A British property developer has been fined in excess of £40,000 after a Court found the disgruntled firm guilty of dangerous breaches of the Health and Safety at Work Act 1974.
Healthy and Safety Executives (HSEs) were first alerted to investigate developer Altin Homes in 2014, following complaints of ‘collapsed bricks’ blocking a pavement and cycle lane bordering their construction site in Manchester.
Inspectors issued two prohibition notices and two improvement notices to the developer, along with a notification of contravention, after HSEs noted ‘poorly stored blocks’ at their insecure site.
HSEs warned that the blocks were at risk of crashing through the hoardings of the site a second time.
After failing to remove the unsafe blocks two weeks after HSE’s initial intervention, Altin Homes found themselves in Court, charged with failing to protect the safety of members of the public, failing to protect the safety of their own contractors and employees, and failing to plan, manage and monitor construction work to be carried out in a safe manner.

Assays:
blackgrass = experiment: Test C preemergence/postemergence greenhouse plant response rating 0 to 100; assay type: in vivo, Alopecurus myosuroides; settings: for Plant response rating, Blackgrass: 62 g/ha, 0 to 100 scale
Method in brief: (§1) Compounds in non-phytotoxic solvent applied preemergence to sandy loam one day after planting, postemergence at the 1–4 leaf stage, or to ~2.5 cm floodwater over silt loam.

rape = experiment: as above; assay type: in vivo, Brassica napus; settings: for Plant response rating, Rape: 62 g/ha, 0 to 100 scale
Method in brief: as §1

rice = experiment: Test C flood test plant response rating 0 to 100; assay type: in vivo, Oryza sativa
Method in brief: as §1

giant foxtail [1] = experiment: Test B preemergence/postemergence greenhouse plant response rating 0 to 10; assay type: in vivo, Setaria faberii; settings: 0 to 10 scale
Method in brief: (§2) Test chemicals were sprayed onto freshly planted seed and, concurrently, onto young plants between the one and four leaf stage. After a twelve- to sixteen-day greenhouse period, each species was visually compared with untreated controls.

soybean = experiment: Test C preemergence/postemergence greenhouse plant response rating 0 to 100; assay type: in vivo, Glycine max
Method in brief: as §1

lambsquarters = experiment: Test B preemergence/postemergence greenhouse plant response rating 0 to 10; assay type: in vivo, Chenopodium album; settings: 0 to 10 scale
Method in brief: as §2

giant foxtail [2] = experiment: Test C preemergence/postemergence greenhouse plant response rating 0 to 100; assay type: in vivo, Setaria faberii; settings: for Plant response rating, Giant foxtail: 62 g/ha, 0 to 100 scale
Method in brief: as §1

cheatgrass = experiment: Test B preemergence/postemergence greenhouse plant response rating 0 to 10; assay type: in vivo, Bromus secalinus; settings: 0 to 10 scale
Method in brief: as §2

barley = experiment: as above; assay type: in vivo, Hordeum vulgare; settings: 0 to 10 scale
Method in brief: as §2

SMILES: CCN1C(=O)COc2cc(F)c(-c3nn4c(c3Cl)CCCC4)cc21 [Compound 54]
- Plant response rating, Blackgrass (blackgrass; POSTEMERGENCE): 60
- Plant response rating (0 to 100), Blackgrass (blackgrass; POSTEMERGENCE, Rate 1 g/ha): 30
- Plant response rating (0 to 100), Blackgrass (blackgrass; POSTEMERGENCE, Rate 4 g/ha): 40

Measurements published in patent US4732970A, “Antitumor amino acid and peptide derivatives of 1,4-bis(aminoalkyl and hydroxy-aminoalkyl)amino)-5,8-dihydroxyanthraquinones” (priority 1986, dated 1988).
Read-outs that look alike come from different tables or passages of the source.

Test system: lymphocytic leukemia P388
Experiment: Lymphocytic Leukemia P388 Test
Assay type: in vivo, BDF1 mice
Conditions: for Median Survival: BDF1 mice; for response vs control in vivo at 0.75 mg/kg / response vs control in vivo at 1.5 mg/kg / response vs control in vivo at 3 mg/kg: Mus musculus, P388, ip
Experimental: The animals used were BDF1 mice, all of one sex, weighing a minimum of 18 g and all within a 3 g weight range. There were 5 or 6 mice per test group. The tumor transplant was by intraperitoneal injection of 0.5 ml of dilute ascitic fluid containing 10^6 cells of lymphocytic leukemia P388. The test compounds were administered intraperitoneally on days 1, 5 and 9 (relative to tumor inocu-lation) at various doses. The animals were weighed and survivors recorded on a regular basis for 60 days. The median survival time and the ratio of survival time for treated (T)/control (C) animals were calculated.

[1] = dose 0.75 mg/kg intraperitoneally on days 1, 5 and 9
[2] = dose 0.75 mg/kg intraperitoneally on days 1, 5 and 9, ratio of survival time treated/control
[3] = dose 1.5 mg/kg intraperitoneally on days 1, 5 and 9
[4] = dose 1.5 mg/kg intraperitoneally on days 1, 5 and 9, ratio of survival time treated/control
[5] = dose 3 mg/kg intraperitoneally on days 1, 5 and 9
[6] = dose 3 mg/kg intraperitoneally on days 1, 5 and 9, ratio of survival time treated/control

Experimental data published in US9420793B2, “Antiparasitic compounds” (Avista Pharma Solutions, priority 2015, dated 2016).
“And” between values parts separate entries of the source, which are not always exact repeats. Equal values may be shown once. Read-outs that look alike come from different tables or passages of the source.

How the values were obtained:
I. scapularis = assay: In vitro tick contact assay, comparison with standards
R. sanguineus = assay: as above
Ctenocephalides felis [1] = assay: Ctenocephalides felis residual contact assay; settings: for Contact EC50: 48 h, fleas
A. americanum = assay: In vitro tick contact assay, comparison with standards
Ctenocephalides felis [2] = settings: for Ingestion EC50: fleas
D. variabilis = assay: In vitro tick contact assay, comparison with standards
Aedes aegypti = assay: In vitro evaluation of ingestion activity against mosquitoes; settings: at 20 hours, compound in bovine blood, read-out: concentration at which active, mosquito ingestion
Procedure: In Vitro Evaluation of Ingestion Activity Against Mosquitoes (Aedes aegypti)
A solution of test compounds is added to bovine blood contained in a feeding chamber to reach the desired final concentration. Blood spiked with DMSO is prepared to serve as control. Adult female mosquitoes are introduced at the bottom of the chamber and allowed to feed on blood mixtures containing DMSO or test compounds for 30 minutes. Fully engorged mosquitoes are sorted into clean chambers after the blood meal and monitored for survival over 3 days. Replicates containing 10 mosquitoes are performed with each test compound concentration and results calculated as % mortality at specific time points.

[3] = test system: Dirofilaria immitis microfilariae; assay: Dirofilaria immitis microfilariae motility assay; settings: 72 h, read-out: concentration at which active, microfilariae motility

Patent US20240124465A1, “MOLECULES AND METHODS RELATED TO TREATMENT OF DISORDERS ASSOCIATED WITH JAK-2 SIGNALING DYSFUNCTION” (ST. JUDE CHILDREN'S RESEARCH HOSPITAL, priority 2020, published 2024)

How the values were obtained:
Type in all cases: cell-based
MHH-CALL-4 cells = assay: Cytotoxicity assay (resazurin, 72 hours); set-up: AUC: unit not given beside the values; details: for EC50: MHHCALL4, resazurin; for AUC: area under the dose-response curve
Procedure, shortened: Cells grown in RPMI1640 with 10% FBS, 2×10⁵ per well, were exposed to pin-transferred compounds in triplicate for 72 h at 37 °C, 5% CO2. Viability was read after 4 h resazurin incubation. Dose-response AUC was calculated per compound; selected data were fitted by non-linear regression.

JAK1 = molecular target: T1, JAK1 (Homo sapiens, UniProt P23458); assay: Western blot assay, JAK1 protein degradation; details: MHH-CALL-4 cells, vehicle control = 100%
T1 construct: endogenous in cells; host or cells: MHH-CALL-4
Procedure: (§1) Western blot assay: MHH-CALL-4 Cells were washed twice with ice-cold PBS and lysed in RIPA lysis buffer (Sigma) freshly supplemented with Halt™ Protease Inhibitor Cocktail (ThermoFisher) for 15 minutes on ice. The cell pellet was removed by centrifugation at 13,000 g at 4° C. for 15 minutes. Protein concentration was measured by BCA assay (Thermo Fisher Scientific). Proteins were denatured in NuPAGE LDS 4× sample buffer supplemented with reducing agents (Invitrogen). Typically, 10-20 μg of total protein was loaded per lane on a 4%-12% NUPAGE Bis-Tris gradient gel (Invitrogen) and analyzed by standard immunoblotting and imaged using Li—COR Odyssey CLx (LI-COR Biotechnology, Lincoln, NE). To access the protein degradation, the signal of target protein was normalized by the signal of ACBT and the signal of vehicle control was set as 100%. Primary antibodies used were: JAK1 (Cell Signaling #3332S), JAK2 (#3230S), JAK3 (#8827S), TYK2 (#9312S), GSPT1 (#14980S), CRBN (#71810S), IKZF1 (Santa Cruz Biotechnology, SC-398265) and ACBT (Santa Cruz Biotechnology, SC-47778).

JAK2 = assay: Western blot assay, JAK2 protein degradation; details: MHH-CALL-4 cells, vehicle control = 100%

The developer pleaded guilty to breaches of the Health and Safety at Work Act and was ordered to pay a fine of £40,000, along with legal costs of £3,000.
HSE inspector Matt Greenly, said: “It was nothing other than good fortune that no pedestrians were passing along the pavement when the blocks fell.
“Given the size and weight of the building blocks… there was the potential to cause serious injury or even death to both employees and the general public.
“Altin Homes failed in their duty to protect their workers, subcontractors and members of the public passing by this site from a foreseeable risk of serious harm”.
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